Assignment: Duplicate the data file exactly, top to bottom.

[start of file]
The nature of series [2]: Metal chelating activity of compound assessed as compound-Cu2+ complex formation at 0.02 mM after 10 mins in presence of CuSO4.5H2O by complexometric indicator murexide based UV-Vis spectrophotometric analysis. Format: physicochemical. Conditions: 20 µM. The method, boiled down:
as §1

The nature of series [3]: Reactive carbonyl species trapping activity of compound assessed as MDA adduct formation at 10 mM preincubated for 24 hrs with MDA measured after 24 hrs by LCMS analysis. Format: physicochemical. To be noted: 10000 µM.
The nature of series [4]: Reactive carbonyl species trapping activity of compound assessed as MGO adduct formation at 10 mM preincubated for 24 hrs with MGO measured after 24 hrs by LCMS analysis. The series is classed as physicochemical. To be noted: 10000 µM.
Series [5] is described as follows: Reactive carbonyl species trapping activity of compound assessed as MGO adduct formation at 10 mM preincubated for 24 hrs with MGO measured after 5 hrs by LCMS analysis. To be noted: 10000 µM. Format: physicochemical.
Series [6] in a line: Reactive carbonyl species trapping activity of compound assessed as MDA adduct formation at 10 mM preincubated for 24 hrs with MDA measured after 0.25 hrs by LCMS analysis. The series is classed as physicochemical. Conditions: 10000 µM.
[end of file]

The nature of series [2]: Metal chelating activity of compound assessed as compound-Cu2+ complex formation at 0.02 mM after 10 mins in presence of CuSO4.5H2O by complexometric indicator murexide based UV-Vis spectrophotometric analysis. Format: physicochemical. Conditions: 20 µM. The method, boiled down:
as §1

The nature of series [3]: Reactive carbonyl species trapping activity of compound assessed as MDA adduct formation at 10 mM preincubated for 24 hrs with MDA measured after 24 hrs by LCMS analysis. Format: physicochemical. To be noted: 10000 µM.
The nature of series [4]: Reactive carbonyl species trapping activity of compound assessed as MGO adduct formation at 10 mM preincubated for 24 hrs with MGO measured after 24 hrs by LCMS analysis. The series is classed as physicochemical. To be noted: 10000 µM.
Series [5] is described as follows: Reactive carbonyl species trapping activity of compound assessed as MGO adduct formation at 10 mM preincubated for 24 hrs with MGO measured after 5 hrs by LCMS analysis. To be noted: 10000 µM. Format: physicochemical.
Series [6] in a line: Reactive carbonyl species trapping activity of compound assessed as MDA adduct formation at 10 mM preincubated for 24 hrs with MDA measured after 0.25 hrs by LCMS analysis. The series is classed as physicochemical. Conditions: 10000 µM.